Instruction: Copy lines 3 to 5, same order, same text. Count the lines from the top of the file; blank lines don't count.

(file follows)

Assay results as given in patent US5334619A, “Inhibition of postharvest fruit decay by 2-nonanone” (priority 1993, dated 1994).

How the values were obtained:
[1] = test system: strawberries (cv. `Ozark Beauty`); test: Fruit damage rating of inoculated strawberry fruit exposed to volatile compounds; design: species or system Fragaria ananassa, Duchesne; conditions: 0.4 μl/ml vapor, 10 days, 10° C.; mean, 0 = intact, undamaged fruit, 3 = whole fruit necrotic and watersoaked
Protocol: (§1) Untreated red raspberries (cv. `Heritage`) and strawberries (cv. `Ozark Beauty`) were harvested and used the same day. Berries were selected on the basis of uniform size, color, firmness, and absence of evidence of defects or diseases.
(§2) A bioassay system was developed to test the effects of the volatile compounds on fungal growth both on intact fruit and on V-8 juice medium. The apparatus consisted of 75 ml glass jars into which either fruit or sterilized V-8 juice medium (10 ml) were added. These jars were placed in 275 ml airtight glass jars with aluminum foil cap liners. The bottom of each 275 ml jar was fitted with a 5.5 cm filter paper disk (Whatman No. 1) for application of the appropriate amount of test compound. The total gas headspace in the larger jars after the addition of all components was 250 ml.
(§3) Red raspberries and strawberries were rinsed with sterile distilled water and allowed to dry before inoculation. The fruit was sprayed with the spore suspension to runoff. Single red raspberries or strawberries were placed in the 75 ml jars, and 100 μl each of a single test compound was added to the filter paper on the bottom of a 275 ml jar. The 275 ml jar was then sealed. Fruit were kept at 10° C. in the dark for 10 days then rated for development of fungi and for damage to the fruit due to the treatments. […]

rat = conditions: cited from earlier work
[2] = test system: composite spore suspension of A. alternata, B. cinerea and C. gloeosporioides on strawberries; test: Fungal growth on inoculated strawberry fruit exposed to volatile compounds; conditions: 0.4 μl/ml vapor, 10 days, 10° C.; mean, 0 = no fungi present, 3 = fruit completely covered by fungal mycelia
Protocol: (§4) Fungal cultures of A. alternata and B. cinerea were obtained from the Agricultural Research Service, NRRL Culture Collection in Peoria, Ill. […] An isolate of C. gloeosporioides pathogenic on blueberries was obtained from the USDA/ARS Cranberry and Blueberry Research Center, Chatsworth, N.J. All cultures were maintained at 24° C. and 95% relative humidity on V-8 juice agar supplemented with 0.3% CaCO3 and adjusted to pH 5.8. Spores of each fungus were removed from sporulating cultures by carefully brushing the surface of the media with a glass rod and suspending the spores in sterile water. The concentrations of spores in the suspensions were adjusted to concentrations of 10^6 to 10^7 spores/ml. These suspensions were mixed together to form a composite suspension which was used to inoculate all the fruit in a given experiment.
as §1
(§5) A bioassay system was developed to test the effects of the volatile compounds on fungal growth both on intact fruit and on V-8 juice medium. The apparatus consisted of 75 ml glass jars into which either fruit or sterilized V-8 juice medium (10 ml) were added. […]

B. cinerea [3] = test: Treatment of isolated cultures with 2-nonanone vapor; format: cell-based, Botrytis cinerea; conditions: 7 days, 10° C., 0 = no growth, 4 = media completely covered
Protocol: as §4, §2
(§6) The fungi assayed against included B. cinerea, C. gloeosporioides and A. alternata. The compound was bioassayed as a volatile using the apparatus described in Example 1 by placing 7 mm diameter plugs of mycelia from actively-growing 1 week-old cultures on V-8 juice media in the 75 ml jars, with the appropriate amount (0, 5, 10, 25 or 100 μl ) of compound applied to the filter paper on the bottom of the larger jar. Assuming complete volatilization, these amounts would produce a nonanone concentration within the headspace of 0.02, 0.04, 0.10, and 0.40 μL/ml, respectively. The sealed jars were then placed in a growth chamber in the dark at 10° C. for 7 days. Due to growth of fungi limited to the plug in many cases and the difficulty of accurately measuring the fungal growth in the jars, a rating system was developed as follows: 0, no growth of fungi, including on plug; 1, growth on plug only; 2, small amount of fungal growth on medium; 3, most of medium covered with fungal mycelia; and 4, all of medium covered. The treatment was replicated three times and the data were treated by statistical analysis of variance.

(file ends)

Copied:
[1] = test system: strawberries (cv. `Ozark Beauty`); test: Fruit damage rating of inoculated strawberry fruit exposed to volatile compounds; design: species or system Fragaria ananassa, Duchesne; conditions: 0.4 μl/ml vapor, 10 days, 10° C.; mean, 0 = intact, undamaged fruit, 3 = whole fruit necrotic and watersoaked
Protocol: (§1) Untreated red raspberries (cv. `Heritage`) and strawberries (cv. `Ozark Beauty`) were harvested and used the same day. Berries were selected on the basis of uniform size, color, firmness, and absence of evidence of defects or diseases.
(§2) A bioassay system was developed to test the effects of the volatile compounds on fungal growth both on intact fruit and on V-8 juice medium. The apparatus consisted of 75 ml glass jars into which either fruit or sterilized V-8 juice medium (10 ml) were added. These jars were placed in 275 ml airtight glass jars with aluminum foil cap liners. The bottom of each 275 ml jar was fitted with a 5.5 cm filter paper disk (Whatman No. 1) for application of the appropriate amount of test compound. The total gas headspace in the larger jars after the addition of all components was 250 ml.